There is no doubt a degree from the University can open up countless doors to places beyond Grounds. However, for some graduates, the draw of the University is strong enough to keep them here well beyond their four years, as they return to the school as members of the faculty.
Commerce Prof. Gary Ballinger returned to the University as faculty after obtaining an MBA from Wake Forest University and several years experience in the work force. He said being a professor here has expanded his experiences with the University.
“The biggest thing for me has been the chance to do and experience a lot of things about University leadership and provide services to the University that I didn’t do when I was a student here,” Ballinger said.
After realizing his interest in becoming a professor, Ballinger said his first choice was to return to the school where he had completed his undergraduate degree.
“When I was interviewing for jobs back in 2004, U.Va. was looking for a one year professor in the [McIntire] School of Commerce,” Ballinger said. “I applied and I desperately wanted the job. That was the first time that I was really confronted with the opportunity that I could come back here to work. It was the first choice on my list.”
Ballinger cites his ability to give students advice on their futures and talking to them outside of class as one of the most rewarding parts of being a professor.
“The favorite part of my job is really providing advice and talking to students, be it at the West Range Cafe or sitting at my office or running into people out at Bodo’s,” Ballinger said.
Curry Prof. Jennifer Pease said being back at the University, where she once was a student, has been an unexpected and surreal experience.
“If you had asked me as a fourth year if I thought I would end up back at U.Va., I would have said absolutely not,” Pease said. “To be still in the same very small realm in terms of location and continually seeing these places is a little strange sometimes.”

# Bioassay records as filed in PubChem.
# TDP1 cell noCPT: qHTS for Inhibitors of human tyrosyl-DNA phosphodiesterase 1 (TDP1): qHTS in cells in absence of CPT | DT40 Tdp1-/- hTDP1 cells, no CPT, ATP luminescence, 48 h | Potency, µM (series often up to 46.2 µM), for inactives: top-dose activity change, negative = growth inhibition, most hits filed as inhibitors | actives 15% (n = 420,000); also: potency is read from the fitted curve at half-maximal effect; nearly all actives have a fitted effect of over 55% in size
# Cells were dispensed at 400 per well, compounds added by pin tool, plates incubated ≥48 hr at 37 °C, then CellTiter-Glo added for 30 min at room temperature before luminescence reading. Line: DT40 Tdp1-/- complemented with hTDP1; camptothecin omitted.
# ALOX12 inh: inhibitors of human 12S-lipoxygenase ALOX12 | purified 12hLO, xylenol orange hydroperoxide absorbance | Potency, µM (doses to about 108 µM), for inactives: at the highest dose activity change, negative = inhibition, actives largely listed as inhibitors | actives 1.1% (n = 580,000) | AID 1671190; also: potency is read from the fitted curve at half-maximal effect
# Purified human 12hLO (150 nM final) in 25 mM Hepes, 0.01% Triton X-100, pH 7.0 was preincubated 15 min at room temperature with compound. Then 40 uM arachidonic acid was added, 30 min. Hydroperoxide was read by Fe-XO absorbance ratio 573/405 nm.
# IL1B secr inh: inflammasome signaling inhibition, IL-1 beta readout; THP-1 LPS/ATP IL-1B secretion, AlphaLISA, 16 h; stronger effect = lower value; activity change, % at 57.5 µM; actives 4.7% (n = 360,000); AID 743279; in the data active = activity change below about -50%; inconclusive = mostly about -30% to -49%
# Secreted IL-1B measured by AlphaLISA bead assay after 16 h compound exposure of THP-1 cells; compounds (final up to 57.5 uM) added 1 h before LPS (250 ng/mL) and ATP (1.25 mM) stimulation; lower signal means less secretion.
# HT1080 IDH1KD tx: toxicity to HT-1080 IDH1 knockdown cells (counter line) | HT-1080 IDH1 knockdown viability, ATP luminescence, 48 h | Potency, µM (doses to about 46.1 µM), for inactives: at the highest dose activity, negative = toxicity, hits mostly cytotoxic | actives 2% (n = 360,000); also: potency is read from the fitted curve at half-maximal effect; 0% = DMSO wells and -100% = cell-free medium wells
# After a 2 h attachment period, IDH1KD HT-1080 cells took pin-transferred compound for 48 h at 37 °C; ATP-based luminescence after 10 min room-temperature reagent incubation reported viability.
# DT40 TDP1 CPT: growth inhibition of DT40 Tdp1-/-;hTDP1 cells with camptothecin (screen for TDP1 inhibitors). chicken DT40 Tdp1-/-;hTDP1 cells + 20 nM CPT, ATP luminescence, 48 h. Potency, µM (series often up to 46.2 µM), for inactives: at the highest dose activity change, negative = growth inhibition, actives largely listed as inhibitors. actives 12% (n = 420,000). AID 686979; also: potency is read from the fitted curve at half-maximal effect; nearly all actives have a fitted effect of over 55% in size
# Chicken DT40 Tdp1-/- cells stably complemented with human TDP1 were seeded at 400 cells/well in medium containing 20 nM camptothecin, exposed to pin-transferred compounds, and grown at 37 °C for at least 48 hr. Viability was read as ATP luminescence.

Since her time as a student, Pease has noticed changes in student involvement and dialogue on Grounds.
“I am constantly amazed and impressed by the cool things students do and the amount of leadership they have,” Pease said. “I think that there's much more attention now to really important social issues within and beyond our community and I think that’s really exciting and important.”
Since Pease is a professor in the Curry School, she said she looks forward to seeing what her current students will end up contributing to education after they graduate.
“I really just love interacting with students and seeing them grow and change into professional adults who are well-prepared to go out and teach other people,” Pease said. “The impact our students will have on school locally and across the country is exciting to see.”
Like Pease, Politics Prof. Larry Sabato, director of the Center of Politics, did not initially plan on returning to the University to teach, and instead set his sights on a law degree.
“I was an undergrad from 1970-74 and have been back on the faculty since 1978. I’d planned to go to law school but was lured back — and I’ve never regretted it,” Sabato said in an email statement.
After 38 years at the University, Sabato has been witness to many substantial changes on Grounds. While the architecture has remained consistent, he has seen profound improvement in less tangible aspects of the school.
“The Lawn is the same, of course, but the University today is far richer, more diverse and international than in the early 1970s,” Sabato said. “In terms of the quality of faculty and students, it is leagues better — though we had some wonderful faculty and students four decades ago, too.”
Economics Prof. Maria Westerfield felt so drawn to the University and the greater Charlottesville community that she completed her graduate studies at the University as well, leaving Grounds still hoping to return one day.
“I always hoped to return to Virginia, and was fortunate to move to Richmond in 2007, and to start teaching at U.Va. in 2011,” Westerfield said in an email statement. “I joke to my students that when they return to Charlottesville, they will encounter friends who have never left or who have also returned. I run into quite a few of my undergrad and graduate friends. It's a special place.”
Westerfield also noted the diversity of experience international students bring to her classes.
“I had an exchange student from Australia in my Law and Econ class a few years ago, who was able to bring in her knowledge of the Australian legal system to discuss similarities and differences with the [U.S.] legal system and provided great examples of how we could apply general economic analysis of the law across jurisdictions,” Westerfield said.
Westerfield’s passion and love for the University as a student now translates into her favorite aspects of being a professor here.
“I love interacting with the students here and sharing my passion for economics and the University,” Westerfield said. “I feel a real connection with them, since I have had many of the same experiences they are having — yes, I had Prof. Elzinga too for Econ 201. The students are talented and dedicated, and it really makes teaching here so rewarding.”